Feinstein returning to Senate after facing resignation calls
MICHAEL R. BLOOD and MARY CLARE JALONICK
WASHINGTON (AP) -- Sen. Dianne Feinstein's office disclosed Tuesday that she is returning to Washington following an absence of more than two months in which the oldest member of Congress faced calls from within her own party to resign.
The 89-year-old California Democrat announced in early March that she had been hospitalized in San Francisco and was being treated for a case of shingles. But an expected return later that month never happened.
Few details emerged on Feinstein's condition, and some Democrats openly complained that her lengthy absence was compromising the Democratic agenda in the Senate, including slowing the push to confirm President Joe Biden's judicial nominees. Some in the House urged her to step down.
Earlier this month, Feinstein said in a statement that "there has been no slowdown."
Senate Majority Leader Chuck Schumer confirmed Feinstein's return in a statement and said he was pleased "my friend Dianne is back in the Senate and ready to roll up her sleeves and get to work."
Feinstein's office said she was traveling and expected to be in Washington Tuesday evening. It wasn't immediately clear when she would appear in the Senate for evening votes.
Feinstein, who took office in 1992, announced earlier this year she would not seek reelection in 2024. The senator has faced questions in recent years about her cognitive health and memory and has appeared increasingly frail, though she has defended her effectiveness.
Last month, facing pressure over her extended absence, Feinstein made the unusual request to be temporarily replaced on the Judiciary Committee. At the time, she said her recovery had been delayed because of complications and provided no date for her return. Republicans in the closely divided chamber rejected the request, saying Democrats only wanted a stand-in to push through Biden's most partisan judicial nominations.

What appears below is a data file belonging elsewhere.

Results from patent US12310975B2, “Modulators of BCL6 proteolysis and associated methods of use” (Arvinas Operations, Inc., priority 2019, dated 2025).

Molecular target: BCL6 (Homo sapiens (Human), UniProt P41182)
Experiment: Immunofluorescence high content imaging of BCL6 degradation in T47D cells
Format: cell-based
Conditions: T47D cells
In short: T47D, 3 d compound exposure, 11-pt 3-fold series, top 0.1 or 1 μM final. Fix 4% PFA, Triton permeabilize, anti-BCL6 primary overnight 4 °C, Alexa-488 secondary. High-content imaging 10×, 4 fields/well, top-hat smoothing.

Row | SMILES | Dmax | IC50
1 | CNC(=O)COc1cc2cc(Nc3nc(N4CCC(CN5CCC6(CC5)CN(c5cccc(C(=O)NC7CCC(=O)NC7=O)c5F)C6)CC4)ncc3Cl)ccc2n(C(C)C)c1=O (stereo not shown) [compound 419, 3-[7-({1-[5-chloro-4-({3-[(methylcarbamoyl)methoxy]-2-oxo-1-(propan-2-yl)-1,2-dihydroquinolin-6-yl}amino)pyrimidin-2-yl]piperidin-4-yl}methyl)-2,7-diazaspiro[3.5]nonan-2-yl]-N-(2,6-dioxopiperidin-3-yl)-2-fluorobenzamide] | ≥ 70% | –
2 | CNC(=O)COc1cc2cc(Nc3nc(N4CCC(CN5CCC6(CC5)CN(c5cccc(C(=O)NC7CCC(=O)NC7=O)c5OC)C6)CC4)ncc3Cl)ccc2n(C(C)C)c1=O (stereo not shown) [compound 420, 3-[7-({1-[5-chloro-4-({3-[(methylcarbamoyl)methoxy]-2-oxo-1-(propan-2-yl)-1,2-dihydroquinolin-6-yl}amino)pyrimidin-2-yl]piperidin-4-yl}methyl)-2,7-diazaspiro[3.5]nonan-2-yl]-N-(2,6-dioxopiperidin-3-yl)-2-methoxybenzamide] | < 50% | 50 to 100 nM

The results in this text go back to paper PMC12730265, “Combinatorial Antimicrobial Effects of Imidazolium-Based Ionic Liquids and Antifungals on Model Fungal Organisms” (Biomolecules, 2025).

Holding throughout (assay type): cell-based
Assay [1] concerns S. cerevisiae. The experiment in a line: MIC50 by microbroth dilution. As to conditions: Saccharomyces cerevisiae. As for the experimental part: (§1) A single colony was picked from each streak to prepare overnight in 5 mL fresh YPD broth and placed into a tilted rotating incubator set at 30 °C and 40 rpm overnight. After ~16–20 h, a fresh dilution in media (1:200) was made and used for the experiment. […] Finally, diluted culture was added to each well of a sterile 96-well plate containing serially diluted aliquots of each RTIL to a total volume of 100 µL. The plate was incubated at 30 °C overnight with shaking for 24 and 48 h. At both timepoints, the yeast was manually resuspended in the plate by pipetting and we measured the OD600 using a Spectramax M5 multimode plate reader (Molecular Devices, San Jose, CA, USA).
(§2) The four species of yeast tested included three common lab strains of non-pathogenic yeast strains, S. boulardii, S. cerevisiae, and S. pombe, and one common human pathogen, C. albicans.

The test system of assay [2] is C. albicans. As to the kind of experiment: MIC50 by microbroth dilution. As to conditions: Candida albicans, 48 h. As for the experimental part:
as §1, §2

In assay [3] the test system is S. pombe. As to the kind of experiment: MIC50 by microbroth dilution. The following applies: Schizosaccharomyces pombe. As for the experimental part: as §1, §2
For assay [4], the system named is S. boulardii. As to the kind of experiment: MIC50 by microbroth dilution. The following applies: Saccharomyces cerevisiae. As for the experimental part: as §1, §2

California Rep. Ro Khanna, a progressive, was the first to call for Feinstein to resign, saying in mid-April: "This is a moment of crisis for women's rights and voting rights. It's unacceptable to have Sen. Feinstein miss vote after vote to confirm judges who will uphold reproductive rights."
The politically moderate Feinstein has long had strained relations with the Democratic Party's left wing. A handful of other progressives have also called for her resignation.
But leading national Democrats remained largely silent about her absence. The White House has expressed support for the long-serving senator and wished her a speedy recovery.
Given her age and health problems, Feinstein is likely to face continued questions about her ability to serve.
If Feinstein decides to step down during her term, it would be up to Democratic Gov. Gavin Newsom to fill the vacancy, potentially reordering the highly competitive race to succeed her. Newsom said in 2021 that he would nominate a Black woman to fill the seat if Feinstein were to step aside.
The leading candidates include Democratic U.S. Reps. Barbara Lee, Katie Porter and Adam Schiff.
Lee is Black, and becoming the incumbent could be a decisive advantage in the contest, but it's not known if Newsom would consider Lee, given that she is already running for the seat. Porter and Schiff are white.
Feinstein has had a groundbreaking political career and shattered gender barriers from San Francisco's City Hall to the corridors of Capitol Hill.
She was the first woman to serve as president of the San Francisco Board of Supervisors in the 1970s and the first female mayor of San Francisco. She ascended to that post after the November 1978 assassinations of then-Mayor George Moscone and City Supervisor Harvey Milk by a former supervisor, Dan White. Feinstein found Milk's body.
In the Senate, she was the first woman to head the Senate Intelligence Committee and the first woman to serve as the Judiciary Committee's top Democrat. She gained a reputation as a pragmatic centrist who left a mark on political battles over issues ranging from reproductive rights to environmental protection.